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David Pollack Conserves History at His Gallery in Wilmington

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Photo by Joe Del Tufo

Art and history intersect at David Pollack’s Vintage Posters gallery, where visitors can find war propaganda, vintage ads and more.

They witnessed wars, riots and epidemics. They launched companies, Olympics and empires, and tapped into cultural movements. They should’ve crumbled into dust long ago.

But they live on inside David Pollack Vintage Posters, a gallery on King Street in downtown Wilmington that serves as a time capsule into some of the globe’s pivotal moments.

Owner David Pollack sells original posters from a wide swath of genres and eras, from the 1890s through the turn of the 21st century, with over 150,000 pieces in total (25,000 of which are housed in the gallery).

These aren’t your run-of-the-mill dorm room posters. What Pollack and his customers consider original and vintage posters were created for a client for a specific—and temporary—use. That includes travel promotion, advertising, propaganda (war, political, protest, etc.), sports and many other themes that span the world. Price points are from about $150 up to $30,000. Niche categories like movie posters aren’t exactly a specialty—though Pollack carries a couple thousand for good measure.

“Anything I have shouldn’t exist,” he says. “It should have been pasted on a wall and then destroyed.”

These are surviving artifacts where art and history intersect.

At his appointment-only King Street gallery, history enthusiast David Pollack sells original posters from a wide swath of genres and eras, ranging in price from about $150 up to $30,000.

“To this day, if you go to an airport and as you’re walking through the jetway to the airplane, they have posters in there,” Pollack says. “If you notice, they’re literally glued to the wall. Those can’t be saved. So the things we have, for whatever reason, weren’t used. These are ephemeral.”

From World War I American propaganda posters urging civilians to buy government bonds to German World War II posters pushing the poison of anti-Semitism, Pollack’s inventory serves as a stark visual reminder of some of humanity’s darkest hours. These works also capture the spirit of protest, progress and love.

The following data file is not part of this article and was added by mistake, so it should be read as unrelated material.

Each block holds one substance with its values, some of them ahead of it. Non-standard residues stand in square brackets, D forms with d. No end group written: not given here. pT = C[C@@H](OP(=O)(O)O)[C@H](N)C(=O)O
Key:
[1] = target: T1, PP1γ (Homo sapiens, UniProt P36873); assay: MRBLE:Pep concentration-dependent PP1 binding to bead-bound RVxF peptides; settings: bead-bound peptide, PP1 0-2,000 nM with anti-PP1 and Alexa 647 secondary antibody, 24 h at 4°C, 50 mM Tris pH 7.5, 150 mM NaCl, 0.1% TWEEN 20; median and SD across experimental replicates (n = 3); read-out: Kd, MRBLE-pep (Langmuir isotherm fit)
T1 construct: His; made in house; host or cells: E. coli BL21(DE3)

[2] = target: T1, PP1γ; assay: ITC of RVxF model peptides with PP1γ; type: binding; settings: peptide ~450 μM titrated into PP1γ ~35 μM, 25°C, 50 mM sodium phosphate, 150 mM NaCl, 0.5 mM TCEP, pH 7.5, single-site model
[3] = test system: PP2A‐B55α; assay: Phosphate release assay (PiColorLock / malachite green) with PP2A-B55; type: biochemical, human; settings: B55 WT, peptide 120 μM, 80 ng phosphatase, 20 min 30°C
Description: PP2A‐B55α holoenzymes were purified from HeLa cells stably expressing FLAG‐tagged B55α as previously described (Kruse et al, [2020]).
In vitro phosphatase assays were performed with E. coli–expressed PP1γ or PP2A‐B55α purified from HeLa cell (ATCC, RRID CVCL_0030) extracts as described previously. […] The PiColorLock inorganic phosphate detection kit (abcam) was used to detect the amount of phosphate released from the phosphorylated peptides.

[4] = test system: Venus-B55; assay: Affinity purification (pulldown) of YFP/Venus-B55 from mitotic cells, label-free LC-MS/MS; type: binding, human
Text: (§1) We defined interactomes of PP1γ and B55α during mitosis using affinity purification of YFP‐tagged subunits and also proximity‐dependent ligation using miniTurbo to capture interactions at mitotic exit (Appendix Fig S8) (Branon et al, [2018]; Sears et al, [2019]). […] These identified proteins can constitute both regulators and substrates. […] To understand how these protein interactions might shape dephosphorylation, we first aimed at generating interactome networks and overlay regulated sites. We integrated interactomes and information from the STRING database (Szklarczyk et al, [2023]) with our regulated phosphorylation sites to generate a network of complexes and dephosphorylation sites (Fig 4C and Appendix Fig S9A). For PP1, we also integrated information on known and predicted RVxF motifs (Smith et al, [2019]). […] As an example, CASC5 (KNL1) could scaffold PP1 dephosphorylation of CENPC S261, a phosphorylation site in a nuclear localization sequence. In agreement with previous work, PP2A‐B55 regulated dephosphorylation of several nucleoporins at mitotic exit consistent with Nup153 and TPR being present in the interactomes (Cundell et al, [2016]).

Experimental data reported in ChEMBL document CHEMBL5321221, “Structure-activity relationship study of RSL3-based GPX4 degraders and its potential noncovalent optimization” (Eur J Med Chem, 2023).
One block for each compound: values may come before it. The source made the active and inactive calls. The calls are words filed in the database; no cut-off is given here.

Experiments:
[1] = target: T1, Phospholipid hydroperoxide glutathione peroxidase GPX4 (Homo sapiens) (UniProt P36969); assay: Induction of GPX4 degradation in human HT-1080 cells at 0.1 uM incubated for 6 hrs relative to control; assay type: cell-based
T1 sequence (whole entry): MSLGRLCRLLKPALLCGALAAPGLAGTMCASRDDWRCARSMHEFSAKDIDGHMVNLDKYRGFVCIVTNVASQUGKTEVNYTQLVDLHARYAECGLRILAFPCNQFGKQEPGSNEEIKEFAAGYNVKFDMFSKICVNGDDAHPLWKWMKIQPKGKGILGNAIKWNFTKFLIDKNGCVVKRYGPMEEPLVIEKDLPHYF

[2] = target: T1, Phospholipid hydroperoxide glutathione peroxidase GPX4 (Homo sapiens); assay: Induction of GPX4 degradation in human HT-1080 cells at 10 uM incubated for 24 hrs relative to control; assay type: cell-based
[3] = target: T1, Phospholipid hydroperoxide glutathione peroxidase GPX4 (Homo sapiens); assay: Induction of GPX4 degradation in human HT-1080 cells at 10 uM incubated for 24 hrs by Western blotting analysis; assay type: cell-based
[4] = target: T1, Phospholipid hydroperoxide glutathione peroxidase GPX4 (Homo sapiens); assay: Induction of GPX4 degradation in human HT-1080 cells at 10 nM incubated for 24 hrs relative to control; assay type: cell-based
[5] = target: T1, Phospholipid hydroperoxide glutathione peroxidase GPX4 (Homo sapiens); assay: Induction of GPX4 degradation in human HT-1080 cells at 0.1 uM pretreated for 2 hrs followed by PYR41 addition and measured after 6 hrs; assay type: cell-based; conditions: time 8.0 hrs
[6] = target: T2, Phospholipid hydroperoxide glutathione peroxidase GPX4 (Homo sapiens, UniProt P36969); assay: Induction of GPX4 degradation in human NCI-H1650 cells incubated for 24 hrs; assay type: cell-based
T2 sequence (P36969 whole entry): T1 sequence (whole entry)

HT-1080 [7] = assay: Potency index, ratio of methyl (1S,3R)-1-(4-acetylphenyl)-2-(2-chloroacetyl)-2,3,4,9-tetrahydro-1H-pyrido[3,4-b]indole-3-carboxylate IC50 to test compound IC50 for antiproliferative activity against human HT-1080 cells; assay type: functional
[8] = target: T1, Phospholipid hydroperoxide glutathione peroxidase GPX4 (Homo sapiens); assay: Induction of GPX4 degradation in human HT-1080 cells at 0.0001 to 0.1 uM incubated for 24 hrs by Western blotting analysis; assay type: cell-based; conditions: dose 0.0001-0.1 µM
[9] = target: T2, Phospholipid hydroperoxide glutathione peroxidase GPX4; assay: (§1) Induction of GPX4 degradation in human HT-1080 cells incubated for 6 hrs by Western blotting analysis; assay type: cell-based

Pollack has donated over 300 pieces to the Holocaust Museum in Washington, D.C., and posters capturing the civil rights era and Black history often go to African American institutions and collections.

A bold, inspiring poster inside Pollack’s shop features an illustrated portrait of a Tuskegee Airman (with the presumed likeness of Airman William Diez). It stands as one of the rarest and greatest African American posters from World War II, he says.

“And it’s things like that that I care about, that I’m interested in,” he says. “And [these posters] are relevant to the story from both sides. You want to preserve that.”

A former New York commercial photographer, Pollack has published several books and articles on posters and historic documents, and has lectured on graphic design. He’s the former president of the International Vintage Poster Dealers Association and today serves as board president of the Delaware Art Museum.

“Anything I have shouldn’t exist.…It should have been pasted on a wall and then destroyed.”
—David Pollack

Clearly, the man has a good eye.

History aside, that’s the appeal of Pollack’s inventory. The posters contain stunning colors, provoking imagery and some of the 20th century’s boldest and strangest art styles.

A midcentury series of posters commissioned for General Dynamics are mind-bendingly beautiful—kaleidoscopic in places and stark in others, and featuring the art of graphic design pioneer Erik Nitsche.

Airlines—especially TWA, United Airlines, Air France and Air India, Pollack says, did great graphics in the 1950s and ’60s. Also hanging on the wall of his by-appointment-only King Street gallery is a showstopping Swiss health care poster urging safe sex (and the “power of love”) during the AIDS epidemic.

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